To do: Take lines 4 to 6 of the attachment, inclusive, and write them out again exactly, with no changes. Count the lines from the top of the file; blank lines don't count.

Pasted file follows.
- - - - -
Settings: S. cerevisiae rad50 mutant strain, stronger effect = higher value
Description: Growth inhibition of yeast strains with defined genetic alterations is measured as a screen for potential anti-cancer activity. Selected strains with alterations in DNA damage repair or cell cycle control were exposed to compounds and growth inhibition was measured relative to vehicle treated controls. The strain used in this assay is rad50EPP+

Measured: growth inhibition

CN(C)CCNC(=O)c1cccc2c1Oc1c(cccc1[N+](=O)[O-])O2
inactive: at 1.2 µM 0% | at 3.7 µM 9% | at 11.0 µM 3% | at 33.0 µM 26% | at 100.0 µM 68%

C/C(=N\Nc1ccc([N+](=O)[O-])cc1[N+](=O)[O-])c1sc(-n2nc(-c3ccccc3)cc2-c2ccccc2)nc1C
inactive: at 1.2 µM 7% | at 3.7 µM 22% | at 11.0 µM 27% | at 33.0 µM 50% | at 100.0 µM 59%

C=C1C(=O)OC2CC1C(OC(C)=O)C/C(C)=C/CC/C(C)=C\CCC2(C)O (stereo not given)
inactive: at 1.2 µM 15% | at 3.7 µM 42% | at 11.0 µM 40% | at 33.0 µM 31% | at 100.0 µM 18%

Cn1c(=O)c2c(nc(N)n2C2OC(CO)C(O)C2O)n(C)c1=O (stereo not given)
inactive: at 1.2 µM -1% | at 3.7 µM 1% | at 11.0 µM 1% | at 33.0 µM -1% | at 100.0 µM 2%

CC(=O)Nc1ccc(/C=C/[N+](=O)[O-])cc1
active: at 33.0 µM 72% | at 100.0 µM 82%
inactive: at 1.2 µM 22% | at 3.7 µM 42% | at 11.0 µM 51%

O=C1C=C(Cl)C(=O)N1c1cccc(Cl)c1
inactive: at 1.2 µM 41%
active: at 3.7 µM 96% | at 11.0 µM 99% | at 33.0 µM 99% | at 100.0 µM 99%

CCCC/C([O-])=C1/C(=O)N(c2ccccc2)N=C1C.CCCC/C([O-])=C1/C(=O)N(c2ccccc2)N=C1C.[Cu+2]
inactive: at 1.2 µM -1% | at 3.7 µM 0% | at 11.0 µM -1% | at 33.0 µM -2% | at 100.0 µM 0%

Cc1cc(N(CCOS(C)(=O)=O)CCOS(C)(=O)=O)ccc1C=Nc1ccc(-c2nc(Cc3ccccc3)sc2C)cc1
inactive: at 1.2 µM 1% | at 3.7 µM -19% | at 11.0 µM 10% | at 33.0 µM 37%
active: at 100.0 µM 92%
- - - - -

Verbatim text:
CN(C)CCNC(=O)c1cccc2c1Oc1c(cccc1[N+](=O)[O-])O2
inactive: at 1.2 µM 0% | at 3.7 µM 9% | at 11.0 µM 3% | at 33.0 µM 26% | at 100.0 µM 68%

C/C(=N\Nc1ccc([N+](=O)[O-])cc1[N+](=O)[O-])c1sc(-n2nc(-c3ccccc3)cc2-c2ccccc2)nc1C